Belgian king expresses ‘deep regret’ for colonial abuses in DR Congo

The Belgian king, Philippe, expressed his “deepest condolences” to the Democratic Republic of Congo for his country’s colonial abuses.

The reigning monarch made the comments in a letter to President Félix Tshisekedi on the 60th anniversary of the Democratic Republic of Congo’s independence.

Belgium controlled the 19th century Central African country until it gained independence in 1960.

Millions of Africans died during Belgium’s bloody colonial rule.

There is a renewed focus on the history of the European nation after George Floyd’s death in police custody in the USA and the ensuing protests by Black Lives Matter.

Thousands of Belgians have demonstrated in recent weeks and statues of Belgium’s colonial leader, King Leopoldo II, have been vandalized. Antwerp authorities removed a statue of him from a public square.

More than 10 million Africans are thought to have died during his reign. King Philippe is a direct descendant of the 19th century ruler.

What did King Philippe say?

It is the first time that a Belgian monarch has formally expressed remorse for what happened during the country’s colonial rule. The remarks, however, fell short of an apology.

In a letter sent to President Tshisekedi and published in the Belgian media, King Philippe praises the “privileged partnership” between the two nations today.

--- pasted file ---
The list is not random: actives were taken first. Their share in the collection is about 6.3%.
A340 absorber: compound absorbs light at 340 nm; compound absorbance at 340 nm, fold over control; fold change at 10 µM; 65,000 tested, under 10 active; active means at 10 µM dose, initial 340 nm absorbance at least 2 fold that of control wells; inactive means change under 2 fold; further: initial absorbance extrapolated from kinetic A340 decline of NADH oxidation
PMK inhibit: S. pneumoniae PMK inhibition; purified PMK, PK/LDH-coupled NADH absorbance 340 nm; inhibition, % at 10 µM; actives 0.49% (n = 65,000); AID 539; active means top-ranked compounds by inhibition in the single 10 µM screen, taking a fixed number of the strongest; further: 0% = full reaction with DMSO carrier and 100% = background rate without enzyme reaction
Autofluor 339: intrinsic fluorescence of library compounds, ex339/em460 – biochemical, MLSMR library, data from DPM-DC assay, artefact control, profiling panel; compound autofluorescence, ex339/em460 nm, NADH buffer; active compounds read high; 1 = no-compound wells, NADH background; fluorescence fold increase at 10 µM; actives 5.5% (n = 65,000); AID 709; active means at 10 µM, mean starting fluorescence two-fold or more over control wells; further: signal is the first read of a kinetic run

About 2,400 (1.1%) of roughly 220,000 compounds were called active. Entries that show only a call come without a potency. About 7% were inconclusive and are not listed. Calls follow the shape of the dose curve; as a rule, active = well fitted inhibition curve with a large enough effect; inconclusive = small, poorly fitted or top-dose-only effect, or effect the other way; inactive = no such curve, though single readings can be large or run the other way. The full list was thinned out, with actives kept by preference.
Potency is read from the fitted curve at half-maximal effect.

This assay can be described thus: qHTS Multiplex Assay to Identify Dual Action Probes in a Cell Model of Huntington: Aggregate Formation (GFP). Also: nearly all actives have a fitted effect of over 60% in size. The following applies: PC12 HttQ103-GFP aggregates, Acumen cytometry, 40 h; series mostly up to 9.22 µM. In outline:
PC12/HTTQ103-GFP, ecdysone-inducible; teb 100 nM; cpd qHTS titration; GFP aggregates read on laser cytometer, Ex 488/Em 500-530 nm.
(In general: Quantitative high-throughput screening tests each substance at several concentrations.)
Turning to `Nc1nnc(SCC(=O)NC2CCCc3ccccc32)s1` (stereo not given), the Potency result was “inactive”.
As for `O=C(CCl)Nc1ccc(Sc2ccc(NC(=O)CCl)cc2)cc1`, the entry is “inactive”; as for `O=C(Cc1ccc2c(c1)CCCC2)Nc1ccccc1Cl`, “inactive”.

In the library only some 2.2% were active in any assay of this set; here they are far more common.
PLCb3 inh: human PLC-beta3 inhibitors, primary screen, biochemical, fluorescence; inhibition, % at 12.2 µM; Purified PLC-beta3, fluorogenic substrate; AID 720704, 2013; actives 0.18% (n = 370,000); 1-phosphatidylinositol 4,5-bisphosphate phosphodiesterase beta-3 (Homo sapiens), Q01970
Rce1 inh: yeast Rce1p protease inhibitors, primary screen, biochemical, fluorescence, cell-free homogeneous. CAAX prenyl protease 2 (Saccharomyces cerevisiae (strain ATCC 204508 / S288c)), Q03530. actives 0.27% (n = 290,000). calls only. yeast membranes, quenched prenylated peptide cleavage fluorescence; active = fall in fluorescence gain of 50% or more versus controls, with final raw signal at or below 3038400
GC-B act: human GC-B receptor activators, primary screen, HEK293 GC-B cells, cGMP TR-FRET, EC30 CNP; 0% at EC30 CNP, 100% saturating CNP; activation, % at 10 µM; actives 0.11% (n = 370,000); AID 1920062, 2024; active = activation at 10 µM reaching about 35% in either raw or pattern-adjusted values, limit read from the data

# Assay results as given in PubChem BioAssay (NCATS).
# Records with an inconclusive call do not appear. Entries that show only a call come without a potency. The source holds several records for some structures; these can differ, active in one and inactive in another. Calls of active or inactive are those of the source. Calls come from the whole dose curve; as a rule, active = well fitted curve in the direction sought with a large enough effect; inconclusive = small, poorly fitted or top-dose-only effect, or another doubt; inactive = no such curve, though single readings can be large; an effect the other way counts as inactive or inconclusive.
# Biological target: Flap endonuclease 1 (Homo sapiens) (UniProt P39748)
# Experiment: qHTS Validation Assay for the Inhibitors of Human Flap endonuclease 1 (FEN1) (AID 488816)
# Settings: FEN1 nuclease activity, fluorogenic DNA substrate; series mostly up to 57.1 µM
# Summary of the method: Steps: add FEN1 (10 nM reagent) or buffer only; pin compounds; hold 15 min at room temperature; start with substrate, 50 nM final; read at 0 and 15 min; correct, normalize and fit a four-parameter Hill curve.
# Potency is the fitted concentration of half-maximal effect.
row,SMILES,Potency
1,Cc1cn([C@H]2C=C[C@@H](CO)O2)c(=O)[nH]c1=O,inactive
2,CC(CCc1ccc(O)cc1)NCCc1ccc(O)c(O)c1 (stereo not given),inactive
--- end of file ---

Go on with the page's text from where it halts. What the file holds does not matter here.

But he says there were “painful episodes” in his history, including during the reign of King Leopoldo II – which he does not name directly – and in the 20th century.

A vandalised statue of King Leopold II in Brussels
Source: BBC

“I would like to express my deepest regrets for these wounds of the past, the pain of which is now relived by discrimination still too present in our societies,” wrote King Philippe.

“I will continue to fight all forms of racism. I encourage the reflection initiated by our parliament so that our memory is definitely pacified.”

Like the United Kingdom, Belgium is a constitutional monarchy – meaning that King Philippe’s statement was previously agreed with Prime Minister Sophie Wilmès’s government.

Earlier this month, King Philippe’s brother, Prince Laurent, defended Leopoldo II.

“He never went to [DRC],” said the prince in an interview. “I don’t see how he could have made people suffer there.”

Prince Laurent added, however, that whenever he met African heads of state, he always apologized “for the actions that Europeans did to Africans in general”.

What’s the story?

In the 19th century, European powers began to take large extensions of Africa for colonial exploitation.

King Leopoldo II received personal control over large areas around the Congo River basin – what would be known as the Free State of Congo.

The country lasted from 1885 to 1908. During that period, more than 10 million Africans died of disease, colonial abuse and while working on plantations for the king.

The authorities would cut off the members of the enslaved people when they did not reach quotas on materials such as the rubber required by the crown.

Conditions have become so dire that other countries have exposed and condemned the atrocities. King Leopoldo II gave up direct control in 1908 and Belgium formally annexed the country, renaming it as Belgian Congo.

Colonists continued to use Africans as wage labor and tried to make it a “model colony”. Widespread resistance eventually led the nation to gain independence in 1960.

News Reporter

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